In this country where we do not speak of dreams.

April 8, 2020

In this country where we do not speak of dreams.

It is a superstition based
on nothing more than the unease
you feel after touching
a butterfly’s wing
and noticing the powder —
smeared silk on your fingertip.

If you are a decent sort,
you worry that you have done harm.
Can the little bug still fly?
And what have you done it for?
Have you wrecked this beautiful moment
with your clumsy humanity?

Maybe someone tells you it’s OK.

Butterflies can lose some scales
and sometimes you can tell an old one
by the clear spots on its wings.
They are fragile, but not that fragile.

But even so, you learn not to probe and push
too hard or deeply into beauty.
And so we do not promiscuously
share our dreams or even try to
reclaim them as they evaporate.

We let them cycle and hum
in the cosmic dynamo.

Puny as we are, we try to be brave,
to accept the things we cannot change
with wit and dignity and calm.

But if I were to speak to you
of my father in his eighties,
tanned and refreshed and sitting
across from me in some high mountain bar
all sleek slate and unbroken blue
telling me he never died but
changed his named to “Declan Bagsby”
and moved to Hollywood to be an actor
with 50 IMDB credits
and always worried I would notice him
as the clueless guidance counselor
in some high school sex comedy….

I would not blame you for leaving.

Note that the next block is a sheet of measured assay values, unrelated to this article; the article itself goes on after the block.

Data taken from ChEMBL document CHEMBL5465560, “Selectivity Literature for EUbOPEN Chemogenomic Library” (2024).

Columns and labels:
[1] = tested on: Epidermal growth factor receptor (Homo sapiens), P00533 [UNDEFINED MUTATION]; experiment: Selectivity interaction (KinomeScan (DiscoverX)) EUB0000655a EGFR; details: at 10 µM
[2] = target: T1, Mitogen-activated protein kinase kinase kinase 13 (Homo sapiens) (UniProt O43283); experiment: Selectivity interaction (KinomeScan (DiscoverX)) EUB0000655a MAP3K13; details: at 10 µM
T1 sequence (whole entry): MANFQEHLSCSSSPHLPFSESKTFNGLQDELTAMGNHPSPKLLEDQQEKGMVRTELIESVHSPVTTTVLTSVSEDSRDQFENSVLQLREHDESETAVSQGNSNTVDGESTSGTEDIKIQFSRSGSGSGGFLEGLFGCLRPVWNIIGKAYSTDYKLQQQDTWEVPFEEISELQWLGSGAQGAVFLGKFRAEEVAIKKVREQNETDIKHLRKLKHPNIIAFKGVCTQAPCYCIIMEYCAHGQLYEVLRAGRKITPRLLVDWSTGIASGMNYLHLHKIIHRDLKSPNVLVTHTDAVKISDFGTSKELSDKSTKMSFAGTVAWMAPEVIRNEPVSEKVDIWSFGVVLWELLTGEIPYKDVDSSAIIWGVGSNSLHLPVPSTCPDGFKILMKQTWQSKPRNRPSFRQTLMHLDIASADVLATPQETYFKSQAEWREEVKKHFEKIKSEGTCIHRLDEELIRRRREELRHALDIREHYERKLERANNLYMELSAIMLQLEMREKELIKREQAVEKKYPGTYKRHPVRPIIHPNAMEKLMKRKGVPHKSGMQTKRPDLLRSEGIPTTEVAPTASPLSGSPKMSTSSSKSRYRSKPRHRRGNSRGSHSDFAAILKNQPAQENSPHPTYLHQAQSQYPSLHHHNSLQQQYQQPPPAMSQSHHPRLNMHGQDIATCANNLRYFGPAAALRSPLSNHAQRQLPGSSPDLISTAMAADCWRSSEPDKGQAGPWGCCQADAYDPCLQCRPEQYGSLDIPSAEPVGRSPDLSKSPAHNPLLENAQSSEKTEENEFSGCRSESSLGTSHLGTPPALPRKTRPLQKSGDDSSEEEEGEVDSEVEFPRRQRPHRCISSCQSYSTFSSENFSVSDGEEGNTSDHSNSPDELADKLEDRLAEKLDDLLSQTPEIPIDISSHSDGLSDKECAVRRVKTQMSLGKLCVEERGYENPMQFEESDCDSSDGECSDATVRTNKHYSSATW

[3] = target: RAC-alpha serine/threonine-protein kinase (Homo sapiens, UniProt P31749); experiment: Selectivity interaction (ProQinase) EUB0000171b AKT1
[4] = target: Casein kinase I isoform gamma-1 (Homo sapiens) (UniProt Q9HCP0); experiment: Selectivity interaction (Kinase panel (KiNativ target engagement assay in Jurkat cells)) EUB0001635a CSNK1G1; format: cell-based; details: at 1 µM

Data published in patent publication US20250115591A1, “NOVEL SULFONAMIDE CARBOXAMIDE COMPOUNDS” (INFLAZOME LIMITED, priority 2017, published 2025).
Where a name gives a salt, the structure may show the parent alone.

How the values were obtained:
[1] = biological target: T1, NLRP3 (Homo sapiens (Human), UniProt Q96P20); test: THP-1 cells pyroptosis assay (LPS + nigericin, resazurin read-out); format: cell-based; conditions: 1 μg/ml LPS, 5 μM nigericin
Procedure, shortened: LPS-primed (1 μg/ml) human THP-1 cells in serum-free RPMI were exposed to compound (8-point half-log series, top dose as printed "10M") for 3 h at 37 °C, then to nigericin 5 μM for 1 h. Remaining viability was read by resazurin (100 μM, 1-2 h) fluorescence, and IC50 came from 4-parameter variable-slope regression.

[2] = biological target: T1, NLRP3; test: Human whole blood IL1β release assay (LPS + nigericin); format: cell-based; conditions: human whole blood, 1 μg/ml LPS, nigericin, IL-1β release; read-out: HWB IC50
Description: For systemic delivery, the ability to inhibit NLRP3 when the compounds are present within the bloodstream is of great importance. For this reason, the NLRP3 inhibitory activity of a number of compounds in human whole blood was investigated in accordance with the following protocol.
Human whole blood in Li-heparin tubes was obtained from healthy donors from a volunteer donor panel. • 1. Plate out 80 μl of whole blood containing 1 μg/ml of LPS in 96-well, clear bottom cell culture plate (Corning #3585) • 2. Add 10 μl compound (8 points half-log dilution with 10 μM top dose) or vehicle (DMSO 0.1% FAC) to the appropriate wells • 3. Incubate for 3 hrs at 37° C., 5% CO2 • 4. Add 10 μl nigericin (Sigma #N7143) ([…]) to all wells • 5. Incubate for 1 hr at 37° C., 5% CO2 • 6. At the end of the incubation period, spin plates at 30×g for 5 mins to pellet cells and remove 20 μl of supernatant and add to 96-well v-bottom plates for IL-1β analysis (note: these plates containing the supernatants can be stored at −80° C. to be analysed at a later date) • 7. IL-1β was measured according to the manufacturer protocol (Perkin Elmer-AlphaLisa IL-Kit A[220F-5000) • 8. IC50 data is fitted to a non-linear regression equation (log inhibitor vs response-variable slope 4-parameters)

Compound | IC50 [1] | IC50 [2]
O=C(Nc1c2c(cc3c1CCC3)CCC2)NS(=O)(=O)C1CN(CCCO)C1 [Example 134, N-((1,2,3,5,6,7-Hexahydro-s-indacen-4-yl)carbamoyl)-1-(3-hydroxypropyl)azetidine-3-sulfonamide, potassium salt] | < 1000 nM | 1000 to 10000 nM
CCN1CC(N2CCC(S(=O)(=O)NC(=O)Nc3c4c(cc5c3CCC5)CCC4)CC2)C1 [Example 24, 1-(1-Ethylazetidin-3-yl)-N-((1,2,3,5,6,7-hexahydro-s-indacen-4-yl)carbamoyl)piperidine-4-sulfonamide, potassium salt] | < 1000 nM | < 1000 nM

And so, in my country, we do not tell our dreams.

We put them down as random neurons
firing in our sleep, recapitulations
of unconscious notice, a way of sifting
through perceptions, night clerks busy
in the dark, huddling over accounts
they find difficult to reconcile.

Nothing to see in our dreams, buddy.

Nothing to see anywhere, I guess,
it’s all bone and gristle and money
and a man’s a fool to pay attention
to the whistle and the whine
and the creak of ancient doors
and oh that lonesome whippoorwill
and the pretty ways of words and noises,
all the patterns that might be teased out
of some old hick mailman’s head.

It was the one year anniversary
of the day our small mad dog went missing
only to be found the next day
hiding in a cupboard in our new house
and so Karen cooked some salmon
and we drank dry rosé wine
and watched something on television
and went to bed early.

The moon was beautiful the night
we learned that John Prine died
in this country where we do not speak of dreams.


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